The 35-year-old won the second race and says he hasn’t raced on as tough a street circuit as the one in Kuala Lumpur.
“It made the Gold Coast and Homebush street tracks look like a walk in the park in terms of the bravery required to do a fast lap,” Kelly said.
“A lot of the corners are quite high-speed, fourth gear sweeping corners. “Some of them have pretty big bumps in them so it was an absolute blast to put a good lap together, bring the car home in one piece and also be the fastest in qualifying.
“It’s going to be pretty interesting having a full field of cars there next year.”
The four-year deal to race in Kuala Lumpur from 2016 onwards is the latest foray by V8 Supercars internationally.
Previous trips to the United States, Bahrain, Abu Dhabi and China have only been sustained for a couple of years with New Zealand the only overseas destination that has managed to hold down a long-term relationship with V8s.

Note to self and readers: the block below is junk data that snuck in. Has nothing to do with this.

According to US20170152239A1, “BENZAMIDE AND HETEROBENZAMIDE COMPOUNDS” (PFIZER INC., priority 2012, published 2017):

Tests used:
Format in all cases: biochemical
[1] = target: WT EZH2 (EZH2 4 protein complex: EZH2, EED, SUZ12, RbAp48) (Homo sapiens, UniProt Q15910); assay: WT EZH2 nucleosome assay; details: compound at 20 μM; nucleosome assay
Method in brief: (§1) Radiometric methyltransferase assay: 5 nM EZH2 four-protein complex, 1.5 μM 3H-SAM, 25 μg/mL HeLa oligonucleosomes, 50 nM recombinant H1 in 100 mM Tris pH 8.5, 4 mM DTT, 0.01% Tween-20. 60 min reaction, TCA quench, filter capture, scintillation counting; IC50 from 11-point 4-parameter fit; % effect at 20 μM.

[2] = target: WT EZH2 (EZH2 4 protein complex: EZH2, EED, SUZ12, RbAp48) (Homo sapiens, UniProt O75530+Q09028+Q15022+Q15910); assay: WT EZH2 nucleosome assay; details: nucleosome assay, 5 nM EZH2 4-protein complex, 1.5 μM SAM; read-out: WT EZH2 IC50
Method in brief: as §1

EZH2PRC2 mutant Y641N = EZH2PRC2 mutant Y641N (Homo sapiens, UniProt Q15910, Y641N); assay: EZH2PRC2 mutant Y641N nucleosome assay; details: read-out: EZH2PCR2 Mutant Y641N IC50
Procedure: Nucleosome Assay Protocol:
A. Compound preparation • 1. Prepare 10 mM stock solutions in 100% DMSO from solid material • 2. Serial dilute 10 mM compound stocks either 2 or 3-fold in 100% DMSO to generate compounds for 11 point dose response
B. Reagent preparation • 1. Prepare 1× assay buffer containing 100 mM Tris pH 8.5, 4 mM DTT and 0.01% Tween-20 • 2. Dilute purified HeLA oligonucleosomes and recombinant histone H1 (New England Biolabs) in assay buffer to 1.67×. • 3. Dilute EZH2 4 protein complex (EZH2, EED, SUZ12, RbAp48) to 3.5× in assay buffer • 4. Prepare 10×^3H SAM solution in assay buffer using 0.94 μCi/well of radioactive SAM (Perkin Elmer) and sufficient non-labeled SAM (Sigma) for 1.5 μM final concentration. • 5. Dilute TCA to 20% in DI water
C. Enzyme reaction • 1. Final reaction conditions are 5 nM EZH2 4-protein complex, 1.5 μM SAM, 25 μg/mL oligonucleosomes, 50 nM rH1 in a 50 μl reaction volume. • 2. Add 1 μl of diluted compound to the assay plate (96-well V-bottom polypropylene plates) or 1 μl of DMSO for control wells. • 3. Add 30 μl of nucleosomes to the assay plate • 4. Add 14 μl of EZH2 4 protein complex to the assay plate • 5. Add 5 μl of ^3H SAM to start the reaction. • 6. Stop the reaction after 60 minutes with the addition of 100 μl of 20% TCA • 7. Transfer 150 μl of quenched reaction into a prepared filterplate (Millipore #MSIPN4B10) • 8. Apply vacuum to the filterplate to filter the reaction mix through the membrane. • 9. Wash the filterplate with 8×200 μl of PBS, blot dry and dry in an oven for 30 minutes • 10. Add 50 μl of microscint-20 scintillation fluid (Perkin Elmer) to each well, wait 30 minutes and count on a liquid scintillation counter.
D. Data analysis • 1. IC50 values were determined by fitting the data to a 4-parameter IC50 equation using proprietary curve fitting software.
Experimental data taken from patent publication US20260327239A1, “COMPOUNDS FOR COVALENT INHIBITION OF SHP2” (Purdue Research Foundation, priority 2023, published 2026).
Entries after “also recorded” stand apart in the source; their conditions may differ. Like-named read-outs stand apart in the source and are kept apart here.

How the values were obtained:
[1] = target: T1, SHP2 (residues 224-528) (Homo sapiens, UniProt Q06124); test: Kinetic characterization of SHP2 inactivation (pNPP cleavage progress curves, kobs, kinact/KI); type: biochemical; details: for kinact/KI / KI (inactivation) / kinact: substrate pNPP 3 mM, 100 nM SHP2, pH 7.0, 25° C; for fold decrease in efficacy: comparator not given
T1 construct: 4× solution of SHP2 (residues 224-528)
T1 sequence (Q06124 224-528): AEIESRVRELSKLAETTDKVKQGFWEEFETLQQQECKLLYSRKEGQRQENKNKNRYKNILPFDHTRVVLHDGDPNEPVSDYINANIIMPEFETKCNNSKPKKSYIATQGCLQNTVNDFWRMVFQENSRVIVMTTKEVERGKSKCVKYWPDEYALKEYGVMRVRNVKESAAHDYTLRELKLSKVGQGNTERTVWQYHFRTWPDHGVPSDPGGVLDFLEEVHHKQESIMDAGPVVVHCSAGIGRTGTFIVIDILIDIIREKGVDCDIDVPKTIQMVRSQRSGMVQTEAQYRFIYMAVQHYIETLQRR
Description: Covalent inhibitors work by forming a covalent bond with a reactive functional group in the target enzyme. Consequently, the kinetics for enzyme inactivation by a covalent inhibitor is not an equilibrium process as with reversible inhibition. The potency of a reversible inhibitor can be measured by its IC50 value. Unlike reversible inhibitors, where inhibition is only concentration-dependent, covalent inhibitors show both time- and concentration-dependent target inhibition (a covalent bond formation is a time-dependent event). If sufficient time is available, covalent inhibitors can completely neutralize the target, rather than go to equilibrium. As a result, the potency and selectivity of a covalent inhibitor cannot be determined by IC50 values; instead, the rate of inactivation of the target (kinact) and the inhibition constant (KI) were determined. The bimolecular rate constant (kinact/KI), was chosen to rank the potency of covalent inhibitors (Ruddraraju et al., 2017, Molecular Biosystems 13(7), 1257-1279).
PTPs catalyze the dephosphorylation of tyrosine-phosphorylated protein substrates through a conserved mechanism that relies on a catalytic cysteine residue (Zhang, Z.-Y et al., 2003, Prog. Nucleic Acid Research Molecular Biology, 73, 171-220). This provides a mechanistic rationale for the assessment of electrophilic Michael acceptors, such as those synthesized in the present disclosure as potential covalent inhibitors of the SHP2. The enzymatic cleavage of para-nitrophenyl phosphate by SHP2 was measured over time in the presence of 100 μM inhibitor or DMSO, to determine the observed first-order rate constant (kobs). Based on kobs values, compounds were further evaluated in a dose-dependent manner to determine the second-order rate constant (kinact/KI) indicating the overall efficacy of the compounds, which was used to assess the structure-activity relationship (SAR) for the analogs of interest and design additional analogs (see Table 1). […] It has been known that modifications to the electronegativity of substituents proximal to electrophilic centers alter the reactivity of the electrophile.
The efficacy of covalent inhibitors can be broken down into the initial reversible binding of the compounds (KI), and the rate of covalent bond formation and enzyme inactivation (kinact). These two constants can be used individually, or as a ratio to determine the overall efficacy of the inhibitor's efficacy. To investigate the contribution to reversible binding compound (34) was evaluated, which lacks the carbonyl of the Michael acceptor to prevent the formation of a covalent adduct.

Track conditions in Malaysia caused concern with Australian safety inspector and former racer Tim Schenken only giving the okay for racing at the circuit just hours before Holden’s Craig Lowndes drove a few cautious laps in torrential rain.
However, V8 Supercars chief executive James Warburton believes the venture to Malaysia was successful and he’s eager to see what happens when the championship returns there properly in 2016.
“The one thing that is not to our standard is pit lane. There’s a clear understanding that we would need that or we wouldn’t be here,” Warburton told Fairfax Media.
“They haven’t built that this time around, but this is really a proof of concept. “Part two is about improving the event for next year ... it’s going to be an amazing spectacle.”